The Patriarchate of Alexandria has been a small Church ever since the separation of the Monophysites in the fifth century, when the great majority of Christians in Egypt rejected the Council of Chalcedon. Today there are about 10,000 Orthodox in Egypt, and perhaps 150,000-250,000 elsewhere in Africa. The head of the Alexandrian Church is known officially as “Pope and Patriarch”: in Orthodox usage, the title “Pope” is not limited solely to the Bishop of Rome. The Patriarch and most of his clergy are Greek. The whole of the African continent falls under the charge of the Patriarch, and since Orthodox are just now beginning to undertake missionary work in Central Africa, it may well be that the ancient Church of Alexandria, however attenuated at present, will expand in new and unexpected ways during the years to come. (On missions in Africa, see Chapter 9.).


The Patriarchate of Antioch numbers some 320,000 Orthodox in Syria and the Lebanon, and perhaps a further 150,000 in Iraq and America. (Roman Catholics, Uniate and Latin, number about 640,000 in Syria and the Lebanon). The Patriarch, who lives in Damascus, has been an Arab since 1899, but before that time he and the higher clergy were Greek, although the majority of the parish clergy and the people of the Antiochene Patriarchate were and are Arab.

Some thirty years ago a leading Orthodox in the Lebanon, Father (now Bishop) George Khodre, said: “Syria and the Lebanon form a dark picture among Orthodox countries.” Indeed, until recently the Patriarchate of Antioch could without injustice be taken as a striking example of a “sleeping” Church. Today there are signs of an awakening, chiefly as a result of the Orthodox Youth Movement in the Patriarchate, most remarkable and inspiring organization, originally founded by a small group of students in 1941-1942. The Youth Movement runs catechism schools and Bible seminars, as well issuing an Arabic periodical and other religious material. It undertakes social work, combating poverty and providing medical assistance. It encourages preaching and is attempting to restore frequent communion; and under its influence two all but outstanding religious communities have been founded at Tripoli and Deir-el-Harf. In the Youth Movement at Antioch, as in the “home missionary” movements of Greece, a leading part is played by the laity.


The Patriarchate of Jerusalem has always occupied a special position in the Church: never large in numbers, its primary task has been to guard the Holy Places. As at Antioch, Arabs form the majority of the people; they number today about 60,000 but are on the decrease, while before the war of 1948 there were only 5,000 Greeks within the Patriarchate and at present there are very much fewer (? not more than 500). But the Patriarch of Jerusalem is still a Greek, and the Brotherhood of the Holy Sepulchre, which looks after the Holy Places, is completely in Greek control.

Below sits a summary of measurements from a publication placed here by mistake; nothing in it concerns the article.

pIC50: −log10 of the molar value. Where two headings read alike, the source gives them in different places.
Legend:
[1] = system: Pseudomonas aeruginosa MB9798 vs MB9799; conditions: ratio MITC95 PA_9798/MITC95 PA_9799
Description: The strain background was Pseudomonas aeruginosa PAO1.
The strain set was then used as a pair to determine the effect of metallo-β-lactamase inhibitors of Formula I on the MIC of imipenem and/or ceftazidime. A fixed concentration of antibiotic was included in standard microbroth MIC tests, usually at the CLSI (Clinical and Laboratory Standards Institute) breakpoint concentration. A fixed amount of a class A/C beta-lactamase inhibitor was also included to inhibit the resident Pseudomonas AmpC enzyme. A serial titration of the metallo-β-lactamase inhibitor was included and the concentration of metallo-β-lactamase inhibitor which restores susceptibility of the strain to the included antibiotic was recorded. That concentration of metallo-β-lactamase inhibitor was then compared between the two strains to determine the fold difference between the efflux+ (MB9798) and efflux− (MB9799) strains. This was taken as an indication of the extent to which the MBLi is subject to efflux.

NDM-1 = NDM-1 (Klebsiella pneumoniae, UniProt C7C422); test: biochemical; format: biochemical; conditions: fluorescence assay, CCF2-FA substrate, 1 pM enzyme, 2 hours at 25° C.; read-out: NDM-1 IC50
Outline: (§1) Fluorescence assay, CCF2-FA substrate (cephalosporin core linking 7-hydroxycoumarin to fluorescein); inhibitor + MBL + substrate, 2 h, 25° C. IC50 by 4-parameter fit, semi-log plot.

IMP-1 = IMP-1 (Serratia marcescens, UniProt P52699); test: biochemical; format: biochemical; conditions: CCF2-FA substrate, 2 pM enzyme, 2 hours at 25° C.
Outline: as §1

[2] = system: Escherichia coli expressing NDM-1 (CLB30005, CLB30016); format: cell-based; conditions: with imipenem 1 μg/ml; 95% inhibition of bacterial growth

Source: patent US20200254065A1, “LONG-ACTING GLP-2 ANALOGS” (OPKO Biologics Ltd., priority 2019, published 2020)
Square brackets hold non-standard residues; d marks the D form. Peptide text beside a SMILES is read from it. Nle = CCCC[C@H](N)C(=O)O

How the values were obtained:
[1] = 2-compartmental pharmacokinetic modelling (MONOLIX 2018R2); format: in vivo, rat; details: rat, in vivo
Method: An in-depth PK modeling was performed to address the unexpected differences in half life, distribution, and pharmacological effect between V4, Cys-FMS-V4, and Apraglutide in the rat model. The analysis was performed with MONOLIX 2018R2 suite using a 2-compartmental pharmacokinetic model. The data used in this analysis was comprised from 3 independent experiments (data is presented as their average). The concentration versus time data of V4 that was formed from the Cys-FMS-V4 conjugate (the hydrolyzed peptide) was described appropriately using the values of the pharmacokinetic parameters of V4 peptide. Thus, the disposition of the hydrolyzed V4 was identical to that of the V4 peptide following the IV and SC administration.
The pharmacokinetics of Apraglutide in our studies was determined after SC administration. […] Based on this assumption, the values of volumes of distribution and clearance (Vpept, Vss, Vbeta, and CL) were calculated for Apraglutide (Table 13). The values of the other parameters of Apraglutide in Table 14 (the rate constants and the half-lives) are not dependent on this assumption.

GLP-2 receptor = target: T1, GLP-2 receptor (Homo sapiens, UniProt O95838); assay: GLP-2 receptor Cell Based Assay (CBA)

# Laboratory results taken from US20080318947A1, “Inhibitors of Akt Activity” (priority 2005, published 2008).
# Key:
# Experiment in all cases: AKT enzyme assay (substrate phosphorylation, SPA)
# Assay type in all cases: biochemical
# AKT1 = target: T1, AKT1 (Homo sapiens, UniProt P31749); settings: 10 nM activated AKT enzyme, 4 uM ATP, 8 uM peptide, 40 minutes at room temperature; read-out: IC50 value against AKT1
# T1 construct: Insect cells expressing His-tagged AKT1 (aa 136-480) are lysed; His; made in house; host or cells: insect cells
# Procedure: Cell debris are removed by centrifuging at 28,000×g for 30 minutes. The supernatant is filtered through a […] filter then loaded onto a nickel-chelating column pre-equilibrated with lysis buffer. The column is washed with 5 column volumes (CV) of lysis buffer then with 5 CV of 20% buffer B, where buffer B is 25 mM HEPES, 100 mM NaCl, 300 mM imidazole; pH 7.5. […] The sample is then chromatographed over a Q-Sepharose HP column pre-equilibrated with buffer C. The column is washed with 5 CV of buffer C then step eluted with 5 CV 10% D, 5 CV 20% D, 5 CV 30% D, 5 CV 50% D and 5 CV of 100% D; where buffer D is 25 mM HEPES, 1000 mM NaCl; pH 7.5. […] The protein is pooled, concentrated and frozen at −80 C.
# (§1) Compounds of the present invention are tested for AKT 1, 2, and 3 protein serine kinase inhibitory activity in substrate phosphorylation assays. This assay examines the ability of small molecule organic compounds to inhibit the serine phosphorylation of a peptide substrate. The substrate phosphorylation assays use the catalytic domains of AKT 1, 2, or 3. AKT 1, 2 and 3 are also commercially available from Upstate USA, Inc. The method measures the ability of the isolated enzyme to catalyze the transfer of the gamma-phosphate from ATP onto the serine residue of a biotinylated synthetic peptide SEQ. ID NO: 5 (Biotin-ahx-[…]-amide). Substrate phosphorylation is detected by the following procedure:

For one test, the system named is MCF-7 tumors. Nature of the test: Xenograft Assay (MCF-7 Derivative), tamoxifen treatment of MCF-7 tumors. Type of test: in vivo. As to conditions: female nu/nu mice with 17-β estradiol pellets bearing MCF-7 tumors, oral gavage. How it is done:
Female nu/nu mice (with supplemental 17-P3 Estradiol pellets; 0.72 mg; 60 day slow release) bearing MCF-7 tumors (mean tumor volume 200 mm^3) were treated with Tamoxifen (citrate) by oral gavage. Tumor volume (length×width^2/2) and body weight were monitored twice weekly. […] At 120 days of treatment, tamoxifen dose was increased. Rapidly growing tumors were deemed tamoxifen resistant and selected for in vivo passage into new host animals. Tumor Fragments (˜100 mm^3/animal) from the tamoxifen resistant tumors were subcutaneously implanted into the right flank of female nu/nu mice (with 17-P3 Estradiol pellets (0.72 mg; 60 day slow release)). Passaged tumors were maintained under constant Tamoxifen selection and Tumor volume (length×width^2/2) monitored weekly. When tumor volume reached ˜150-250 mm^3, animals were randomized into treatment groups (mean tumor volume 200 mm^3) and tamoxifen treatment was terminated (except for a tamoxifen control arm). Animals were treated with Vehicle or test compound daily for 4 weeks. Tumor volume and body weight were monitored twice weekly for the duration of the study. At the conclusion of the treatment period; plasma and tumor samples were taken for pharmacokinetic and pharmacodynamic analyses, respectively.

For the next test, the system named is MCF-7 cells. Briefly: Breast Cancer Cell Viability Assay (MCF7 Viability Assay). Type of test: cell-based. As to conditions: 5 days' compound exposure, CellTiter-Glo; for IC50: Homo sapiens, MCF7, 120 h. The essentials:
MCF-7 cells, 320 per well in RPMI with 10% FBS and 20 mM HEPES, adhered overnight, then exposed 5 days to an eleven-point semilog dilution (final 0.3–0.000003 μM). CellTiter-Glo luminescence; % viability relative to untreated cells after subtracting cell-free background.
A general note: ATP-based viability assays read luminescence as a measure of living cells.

Before the Bolshevik Revolution, a notable feature in the life of Orthodox Palestine was the annual influx of Russian pilgrims, and often there were more than 10,000 of them staying in the Holy City at the same time. For the most part they were elderly peasants, to whom this pilgrimage was the most notable event in their lives: after a walk of perhaps several thousand miles across Russia, they took ship at the Crimea and endured a voyage of what to us today must seem unbelievable discomfort, arriving at Jerusalem if possible in time for Easter (See Stephen Graham, With the Russian Pilgrims to Jerusalem, London, 1913. The author traveled himself with the pilgrims, and gives a revealing picture of Russian peasants and their religious outlook). The Russian Spiritual Mission in Palestine, as well as looking after the Russian pilgrims, did most valuable pastoral work among the Arab Orthodox and maintained a large number of schools. This Russian Mission has naturally been sadly reduced in size since 1917, but has not entirely disappeared, and there are still three Russian convents at Jerusalem; two of them receive Arab girls as novices.


The Church of Greece continues to occupy a central place in the life of the country as a whole. Writing in the early 1950s, a sympathetic Anglican observer remarked: “Hellas, when all is said as to the spread of secularism and indifference, remains a Christian nation in a sense of which we in the west can have but little conception” (Hammond, The Waters of Marah, p. 25). In the 1951 census, out of a total population of 7,632,806, the Orthodox numbered 7,472,559 other Christians no more than 41,107; in addition there were 112,665 Mohammedans, 6,325 Jews, 29 persons of other religions, and 121 atheists. Today there is much more indifference than in the 1950s, and the Socialist government elected in 1981 began to take steps towards a separation of Church and State; but the Church remains deeply influential.